Most importantly they wanted to know which of the Nazi hierachy might have benefited from it and they spent a number of months compiling a list of ten key Nazis, who were allegedly still living in Spain in the 1990s.

Scattered around the country – but most in Andalucia – they eventually handed their list in person to former PP President Aznar, who insisted there was little that could be done.

The gold trail however, drew more success.

The team of investigators had literally struck gold, if you’ll excuse the pun when they stumbled upon the ageing widow of the former director of the Instituto de la Moneda.

“It was a stroke of luck that she was still alive to tell us the story,” says Dr Samuels. “And even better she recalled how all of her best sheets, blankets and tablecloths had disappeared around that time and how she now realised that they had almost certainly been used to cover and carry the mountains of gold ingots.”

On top of that, the widow had even kept a copy of her late husband’s diary, including the entries for 1945, which included a string of meetings held with both German and English agents in Madrid.

Taking place in February and March, most interesting of all was the entry in the diary for April 19.

It noted simply that the gold had been put on a train to Tarifa and from there it was transferred to a building in Gibraltar.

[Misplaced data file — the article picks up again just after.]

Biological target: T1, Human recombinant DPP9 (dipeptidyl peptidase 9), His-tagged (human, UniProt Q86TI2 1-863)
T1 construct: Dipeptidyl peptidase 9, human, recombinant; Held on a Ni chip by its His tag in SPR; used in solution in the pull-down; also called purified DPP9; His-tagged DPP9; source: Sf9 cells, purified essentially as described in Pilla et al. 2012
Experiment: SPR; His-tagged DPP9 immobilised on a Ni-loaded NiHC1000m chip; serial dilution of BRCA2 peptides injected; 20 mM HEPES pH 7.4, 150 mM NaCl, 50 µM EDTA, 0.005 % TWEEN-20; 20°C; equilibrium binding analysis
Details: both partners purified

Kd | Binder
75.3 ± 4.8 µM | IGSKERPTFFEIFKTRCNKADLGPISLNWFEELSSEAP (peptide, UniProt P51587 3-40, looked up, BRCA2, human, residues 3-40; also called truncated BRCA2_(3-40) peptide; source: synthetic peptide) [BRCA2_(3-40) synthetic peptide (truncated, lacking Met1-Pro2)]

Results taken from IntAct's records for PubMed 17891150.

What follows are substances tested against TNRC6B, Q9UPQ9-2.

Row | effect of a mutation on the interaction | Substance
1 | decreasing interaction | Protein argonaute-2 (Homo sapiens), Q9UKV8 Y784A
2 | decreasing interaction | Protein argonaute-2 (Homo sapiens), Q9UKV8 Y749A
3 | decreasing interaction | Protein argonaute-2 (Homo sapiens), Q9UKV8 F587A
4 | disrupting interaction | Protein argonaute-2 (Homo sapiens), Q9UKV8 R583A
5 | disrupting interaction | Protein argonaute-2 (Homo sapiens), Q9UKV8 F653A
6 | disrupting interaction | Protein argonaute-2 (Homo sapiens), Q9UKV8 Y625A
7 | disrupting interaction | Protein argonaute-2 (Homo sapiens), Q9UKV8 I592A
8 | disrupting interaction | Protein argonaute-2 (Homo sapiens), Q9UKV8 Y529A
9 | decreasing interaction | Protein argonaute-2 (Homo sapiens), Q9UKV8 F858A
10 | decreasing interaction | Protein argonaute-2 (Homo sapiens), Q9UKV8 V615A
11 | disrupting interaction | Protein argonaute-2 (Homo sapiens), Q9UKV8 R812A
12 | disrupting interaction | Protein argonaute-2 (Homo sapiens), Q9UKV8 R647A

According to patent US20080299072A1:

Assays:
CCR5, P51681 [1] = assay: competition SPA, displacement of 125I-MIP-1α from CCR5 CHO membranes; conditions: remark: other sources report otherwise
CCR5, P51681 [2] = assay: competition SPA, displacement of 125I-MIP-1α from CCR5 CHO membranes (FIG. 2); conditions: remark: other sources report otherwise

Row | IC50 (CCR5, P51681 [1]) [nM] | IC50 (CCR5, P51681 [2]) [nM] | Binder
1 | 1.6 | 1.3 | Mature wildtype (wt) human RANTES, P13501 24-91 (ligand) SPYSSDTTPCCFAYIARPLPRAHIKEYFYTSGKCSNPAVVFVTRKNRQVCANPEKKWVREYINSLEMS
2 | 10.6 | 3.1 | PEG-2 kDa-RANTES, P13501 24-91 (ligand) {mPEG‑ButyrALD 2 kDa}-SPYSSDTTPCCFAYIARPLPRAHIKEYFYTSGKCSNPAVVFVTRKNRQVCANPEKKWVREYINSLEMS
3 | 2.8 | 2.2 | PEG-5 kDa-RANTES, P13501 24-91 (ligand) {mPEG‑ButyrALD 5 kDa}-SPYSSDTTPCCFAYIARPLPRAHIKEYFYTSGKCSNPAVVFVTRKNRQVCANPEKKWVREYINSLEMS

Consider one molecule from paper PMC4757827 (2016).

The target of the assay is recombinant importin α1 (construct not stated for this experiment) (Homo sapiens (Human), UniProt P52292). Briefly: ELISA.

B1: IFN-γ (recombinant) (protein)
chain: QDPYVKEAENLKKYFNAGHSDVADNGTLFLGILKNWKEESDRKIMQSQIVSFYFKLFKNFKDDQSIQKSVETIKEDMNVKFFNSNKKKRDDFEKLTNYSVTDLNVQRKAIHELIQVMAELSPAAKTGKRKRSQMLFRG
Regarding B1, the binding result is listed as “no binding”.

An intriguing, and highly damning note for the Allied authorities, the team from the Simon Wiesenthal Centre didn’t hang around and headed south to investigate further.

But after weeks of pressing, the Gibraltar authorities insisted they were unable to find any sign of the gold.

Of course we pushed them but we met a complete brick wall. The trail went cold. It was absolutely scandalous.

The Gold Trail that emanated from Germany in the 1940s went in a number of directions.

It included everything from silverware and watches to wedding rings and gold teeth with human blood on them. The Nazis had seized most of it as they ejected Jews from their homes around Eastern Europe and Germany.

Remarkably efficient, the Jews’ belongings were minutely chronicled, explained investigator Ronald Zweig. “The crucial period was around April 1944, when the Jews were handing over their property; it was put into individual bags and closed in front of them,” he explained. “The address was recorded, and they were given receipts, but within weeks it all became meaningless because these people were shipped off to Auschwitz and didn’t survive.”

Often melted down into ingots, it was used throughout the war to buy raw materials from around Europe. Much of this was bought from Spain, through a complex range of companies.

At the centre of the German-Spanish trading relationship was the large commercial conglomerate Sociedad Financiera Industrial (SOFINDUS), formed in 1936. Through special agreements SOFINDUS eventually acquired a commercial empire that included ten agricultural subsidiaries, significant mining interests, and nine transportation companies.